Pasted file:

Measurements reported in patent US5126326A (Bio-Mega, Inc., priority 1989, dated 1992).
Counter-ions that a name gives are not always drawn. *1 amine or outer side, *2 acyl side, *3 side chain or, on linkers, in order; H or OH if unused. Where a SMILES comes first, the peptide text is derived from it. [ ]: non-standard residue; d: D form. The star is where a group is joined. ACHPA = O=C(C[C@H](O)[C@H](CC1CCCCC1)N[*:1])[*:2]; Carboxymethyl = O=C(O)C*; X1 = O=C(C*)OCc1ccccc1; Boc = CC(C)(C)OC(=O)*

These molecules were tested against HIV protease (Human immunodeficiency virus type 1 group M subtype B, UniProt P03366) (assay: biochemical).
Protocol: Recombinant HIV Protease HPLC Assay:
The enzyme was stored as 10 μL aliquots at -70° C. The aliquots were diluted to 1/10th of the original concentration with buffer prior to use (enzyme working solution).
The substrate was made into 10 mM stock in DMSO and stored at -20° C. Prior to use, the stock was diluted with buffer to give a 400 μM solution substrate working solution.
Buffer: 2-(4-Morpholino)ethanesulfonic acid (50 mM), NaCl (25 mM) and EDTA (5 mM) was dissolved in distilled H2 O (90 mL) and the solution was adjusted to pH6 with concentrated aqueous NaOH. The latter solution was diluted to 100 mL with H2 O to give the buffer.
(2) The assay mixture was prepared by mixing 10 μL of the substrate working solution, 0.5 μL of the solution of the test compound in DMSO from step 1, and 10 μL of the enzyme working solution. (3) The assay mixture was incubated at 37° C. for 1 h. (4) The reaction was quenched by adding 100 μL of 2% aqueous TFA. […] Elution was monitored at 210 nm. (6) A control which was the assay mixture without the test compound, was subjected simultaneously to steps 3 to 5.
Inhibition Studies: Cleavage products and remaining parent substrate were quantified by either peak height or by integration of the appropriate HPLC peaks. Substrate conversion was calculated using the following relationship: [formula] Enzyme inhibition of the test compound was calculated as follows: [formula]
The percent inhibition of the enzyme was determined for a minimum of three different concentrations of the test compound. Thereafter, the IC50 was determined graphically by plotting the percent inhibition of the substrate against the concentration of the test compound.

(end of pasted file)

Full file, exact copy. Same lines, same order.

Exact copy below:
Measurements reported in patent US5126326A (Bio-Mega, Inc., priority 1989, dated 1992).
Counter-ions that a name gives are not always drawn. *1 amine or outer side, *2 acyl side, *3 side chain or, on linkers, in order; H or OH if unused. Where a SMILES comes first, the peptide text is derived from it. [ ]: non-standard residue; d: D form. The star is where a group is joined. ACHPA = O=C(C[C@H](O)[C@H](CC1CCCCC1)N[*:1])[*:2]; Carboxymethyl = O=C(O)C*; X1 = O=C(C*)OCc1ccccc1; Boc = CC(C)(C)OC(=O)*

These molecules were tested against HIV protease (Human immunodeficiency virus type 1 group M subtype B, UniProt P03366) (assay: biochemical).
Protocol: Recombinant HIV Protease HPLC Assay:
The enzyme was stored as 10 μL aliquots at -70° C. The aliquots were diluted to 1/10th of the original concentration with buffer prior to use (enzyme working solution).
The substrate was made into 10 mM stock in DMSO and stored at -20° C. Prior to use, the stock was diluted with buffer to give a 400 μM solution substrate working solution.
Buffer: 2-(4-Morpholino)ethanesulfonic acid (50 mM), NaCl (25 mM) and EDTA (5 mM) was dissolved in distilled H2 O (90 mL) and the solution was adjusted to pH6 with concentrated aqueous NaOH. The latter solution was diluted to 100 mL with H2 O to give the buffer.
(2) The assay mixture was prepared by mixing 10 μL of the substrate working solution, 0.5 μL of the solution of the test compound in DMSO from step 1, and 10 μL of the enzyme working solution. (3) The assay mixture was incubated at 37° C. for 1 h. (4) The reaction was quenched by adding 100 μL of 2% aqueous TFA. […] Elution was monitored at 210 nm. (6) A control which was the assay mixture without the test compound, was subjected simultaneously to steps 3 to 5.
Inhibition Studies: Cleavage products and remaining parent substrate were quantified by either peak height or by integration of the appropriate HPLC peaks. Substrate conversion was calculated using the following relationship: [formula] Enzyme inhibition of the test compound was calculated as follows: [formula]
The percent inhibition of the enzyme was determined for a minimum of three different concentrations of the test compound. Thereafter, the IC50 was determined graphically by plotting the percent inhibition of the substrate against the concentration of the test compound.